Costume students with their designs

 

Costume degree students have showcased their work in an exciting exhibition at Brighton Museum & Art Gallery.

 

The exhibition Their Fight, Our Future included nine inspirational Victorian women's costumes, designed and created by the Costume for Performance and Film students. The costumes pay homage to pioneering women of the time, including a social activist, physician, astronomer, explorer, photographer and suffragette.

 

Grace Drake and her costume The exhibition was organised by second year student Grace Drake, who said, "This was our calico project and we started by making a corset, bustle and petticoat; these were very intricate makes - especially the corset - as there was a lot of pinning, hand sewing, sewing, re-sewing, unpicking and then sewing again.

 

"Our top skirts and bodices were the only pieces that were decorated individually to fit our women. We used different techniques to do this, such as stencilling, screen printing and using pen and ink to embellish our costumes."

 

After seven weeks of intense historical pattern cutting, designing, stitching and ironing, the costumes were completed ready for the exhibition.

 

Grace said, "We are eternally grateful to Brighton Museum for hosting us and our costumes, and for the support and encouragement from Northbrook MET staff who helped to get us where we are now."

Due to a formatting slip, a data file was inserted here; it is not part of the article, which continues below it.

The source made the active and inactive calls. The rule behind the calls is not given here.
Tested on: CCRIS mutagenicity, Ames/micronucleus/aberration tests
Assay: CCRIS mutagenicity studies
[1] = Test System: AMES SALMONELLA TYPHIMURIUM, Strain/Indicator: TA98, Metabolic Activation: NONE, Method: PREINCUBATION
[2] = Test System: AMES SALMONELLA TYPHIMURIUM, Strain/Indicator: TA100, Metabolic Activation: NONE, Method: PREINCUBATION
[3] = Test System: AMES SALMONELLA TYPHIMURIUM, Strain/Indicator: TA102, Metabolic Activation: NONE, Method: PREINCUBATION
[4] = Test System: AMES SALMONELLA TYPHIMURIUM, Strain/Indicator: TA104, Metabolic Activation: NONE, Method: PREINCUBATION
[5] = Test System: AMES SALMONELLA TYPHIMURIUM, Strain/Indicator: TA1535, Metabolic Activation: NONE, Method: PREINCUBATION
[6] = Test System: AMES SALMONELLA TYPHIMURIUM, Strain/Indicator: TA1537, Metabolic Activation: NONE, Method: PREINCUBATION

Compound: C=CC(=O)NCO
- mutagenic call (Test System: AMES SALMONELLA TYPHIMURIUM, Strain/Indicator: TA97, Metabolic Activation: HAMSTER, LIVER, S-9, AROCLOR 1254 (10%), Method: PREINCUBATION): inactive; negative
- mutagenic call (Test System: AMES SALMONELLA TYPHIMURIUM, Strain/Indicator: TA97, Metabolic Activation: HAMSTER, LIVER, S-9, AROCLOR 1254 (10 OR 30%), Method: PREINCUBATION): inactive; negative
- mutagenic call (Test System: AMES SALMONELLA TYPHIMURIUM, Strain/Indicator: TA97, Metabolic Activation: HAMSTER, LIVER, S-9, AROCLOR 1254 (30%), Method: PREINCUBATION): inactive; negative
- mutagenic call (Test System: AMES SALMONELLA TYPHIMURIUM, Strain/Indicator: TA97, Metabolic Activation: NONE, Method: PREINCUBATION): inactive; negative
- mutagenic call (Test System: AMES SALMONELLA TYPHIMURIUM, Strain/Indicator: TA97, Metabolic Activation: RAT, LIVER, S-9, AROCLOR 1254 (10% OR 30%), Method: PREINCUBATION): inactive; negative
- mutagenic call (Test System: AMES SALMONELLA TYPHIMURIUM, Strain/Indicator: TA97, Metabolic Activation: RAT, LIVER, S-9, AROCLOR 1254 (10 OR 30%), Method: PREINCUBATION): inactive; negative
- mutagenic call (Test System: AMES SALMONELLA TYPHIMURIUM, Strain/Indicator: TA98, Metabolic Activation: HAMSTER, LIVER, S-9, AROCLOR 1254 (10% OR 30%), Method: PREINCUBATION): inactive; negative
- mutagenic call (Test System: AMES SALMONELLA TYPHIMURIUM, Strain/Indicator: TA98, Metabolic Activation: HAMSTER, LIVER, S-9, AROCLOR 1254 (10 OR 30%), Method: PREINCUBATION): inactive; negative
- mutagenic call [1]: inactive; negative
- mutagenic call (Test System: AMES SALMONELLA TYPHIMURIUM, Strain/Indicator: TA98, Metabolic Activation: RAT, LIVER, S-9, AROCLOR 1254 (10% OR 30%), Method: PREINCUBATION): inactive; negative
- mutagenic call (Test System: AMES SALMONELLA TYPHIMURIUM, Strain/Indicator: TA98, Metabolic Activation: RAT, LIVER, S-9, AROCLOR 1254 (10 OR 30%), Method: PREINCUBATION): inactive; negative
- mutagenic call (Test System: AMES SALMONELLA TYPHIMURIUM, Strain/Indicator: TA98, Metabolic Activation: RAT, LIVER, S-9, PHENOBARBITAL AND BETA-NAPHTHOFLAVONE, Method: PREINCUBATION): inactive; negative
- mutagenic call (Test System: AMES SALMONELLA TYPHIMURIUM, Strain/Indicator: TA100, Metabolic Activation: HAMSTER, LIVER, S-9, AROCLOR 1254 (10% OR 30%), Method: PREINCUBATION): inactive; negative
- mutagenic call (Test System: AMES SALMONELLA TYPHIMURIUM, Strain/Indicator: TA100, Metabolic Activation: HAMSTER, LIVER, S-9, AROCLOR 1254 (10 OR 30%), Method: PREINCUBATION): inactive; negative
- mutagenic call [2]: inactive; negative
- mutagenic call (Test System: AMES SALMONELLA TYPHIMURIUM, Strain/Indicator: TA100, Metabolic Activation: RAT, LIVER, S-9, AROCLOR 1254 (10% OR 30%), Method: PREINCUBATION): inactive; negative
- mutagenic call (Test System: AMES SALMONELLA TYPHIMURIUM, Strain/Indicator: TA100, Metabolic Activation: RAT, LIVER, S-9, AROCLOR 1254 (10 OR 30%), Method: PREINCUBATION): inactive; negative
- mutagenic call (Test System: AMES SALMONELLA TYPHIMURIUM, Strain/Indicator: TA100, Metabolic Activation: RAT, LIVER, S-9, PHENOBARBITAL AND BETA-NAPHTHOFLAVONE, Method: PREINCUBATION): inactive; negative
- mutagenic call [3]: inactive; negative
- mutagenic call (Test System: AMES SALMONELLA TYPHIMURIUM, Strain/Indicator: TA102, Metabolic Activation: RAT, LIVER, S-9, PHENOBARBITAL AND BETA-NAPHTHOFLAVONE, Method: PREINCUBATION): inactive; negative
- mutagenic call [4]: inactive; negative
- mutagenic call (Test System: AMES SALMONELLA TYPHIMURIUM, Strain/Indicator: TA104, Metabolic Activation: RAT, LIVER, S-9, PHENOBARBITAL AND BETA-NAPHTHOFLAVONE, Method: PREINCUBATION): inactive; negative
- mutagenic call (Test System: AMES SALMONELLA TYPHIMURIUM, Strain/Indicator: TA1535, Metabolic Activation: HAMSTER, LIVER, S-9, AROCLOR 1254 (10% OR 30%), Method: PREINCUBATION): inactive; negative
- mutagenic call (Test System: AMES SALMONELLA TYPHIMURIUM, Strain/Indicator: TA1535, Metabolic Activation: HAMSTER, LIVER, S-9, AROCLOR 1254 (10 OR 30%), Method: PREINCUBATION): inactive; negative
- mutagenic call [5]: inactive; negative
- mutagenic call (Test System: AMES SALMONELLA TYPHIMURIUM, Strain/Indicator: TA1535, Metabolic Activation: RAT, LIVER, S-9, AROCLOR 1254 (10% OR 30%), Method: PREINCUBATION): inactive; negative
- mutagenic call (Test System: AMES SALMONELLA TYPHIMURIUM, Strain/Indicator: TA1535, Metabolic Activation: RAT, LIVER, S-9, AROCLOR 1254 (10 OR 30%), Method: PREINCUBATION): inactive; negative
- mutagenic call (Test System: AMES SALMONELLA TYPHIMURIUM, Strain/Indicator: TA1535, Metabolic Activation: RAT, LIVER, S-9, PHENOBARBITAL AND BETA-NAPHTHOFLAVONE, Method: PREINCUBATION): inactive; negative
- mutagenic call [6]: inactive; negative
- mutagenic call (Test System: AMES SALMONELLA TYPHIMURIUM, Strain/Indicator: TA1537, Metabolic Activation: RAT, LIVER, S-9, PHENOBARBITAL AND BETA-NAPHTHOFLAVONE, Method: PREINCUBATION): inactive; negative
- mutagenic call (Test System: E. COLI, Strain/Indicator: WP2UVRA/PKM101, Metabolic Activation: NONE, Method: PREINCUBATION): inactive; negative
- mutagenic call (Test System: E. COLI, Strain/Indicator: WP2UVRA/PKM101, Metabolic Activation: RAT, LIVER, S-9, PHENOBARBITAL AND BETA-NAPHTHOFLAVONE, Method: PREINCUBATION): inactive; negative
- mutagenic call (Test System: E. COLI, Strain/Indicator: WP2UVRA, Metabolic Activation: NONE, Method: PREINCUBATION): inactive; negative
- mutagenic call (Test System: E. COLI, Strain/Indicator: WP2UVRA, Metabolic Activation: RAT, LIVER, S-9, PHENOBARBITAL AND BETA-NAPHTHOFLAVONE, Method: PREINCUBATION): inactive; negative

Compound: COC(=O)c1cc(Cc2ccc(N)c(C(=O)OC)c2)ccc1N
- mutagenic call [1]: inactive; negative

There will be another chance to view the costumes at Brighton Museum's International Women's Day celebration on Saturday 3 March.

,

Costume students with their designs

 

Costume degree students have showcased their work in an exciting exhibition at Brighton Museum & Art Gallery.

 

The exhibition Their Fight, Our Future included nine inspirational Victorian women's costumes, designed and created by the Costume for Performance and Film students. The costumes pay homage to pioneering women of the time, including a social activist, physician, astronomer, explorer, photographer and suffragette.

 

Grace Drake and her costume The exhibition was organised by second year student Grace Drake, who said, "This was our calico project and we started by making a corset, bustle and petticoat; these were very intricate makes - especially the corset - as there was a lot of pinning, hand sewing, sewing, re-sewing, unpicking and then sewing again.

 

"Our top skirts and bodices were the only pieces that were decorated individually to fit our women. We used different techniques to do this, such as stencilling, screen printing and using pen and ink to embellish our costumes."

 

After seven weeks of intense historical pattern cutting, designing, stitching and ironing, the costumes were completed ready for the exhibition.

 

Grace said, "We are eternally grateful to Brighton Museum for hosting us and our costumes, and for the support and encouragement from Northbrook MET staff who helped to get us where we are now."

 

There will be another chance to view the costumes at Brighton Museum's International Women's Day celebration on Saturday 3 March.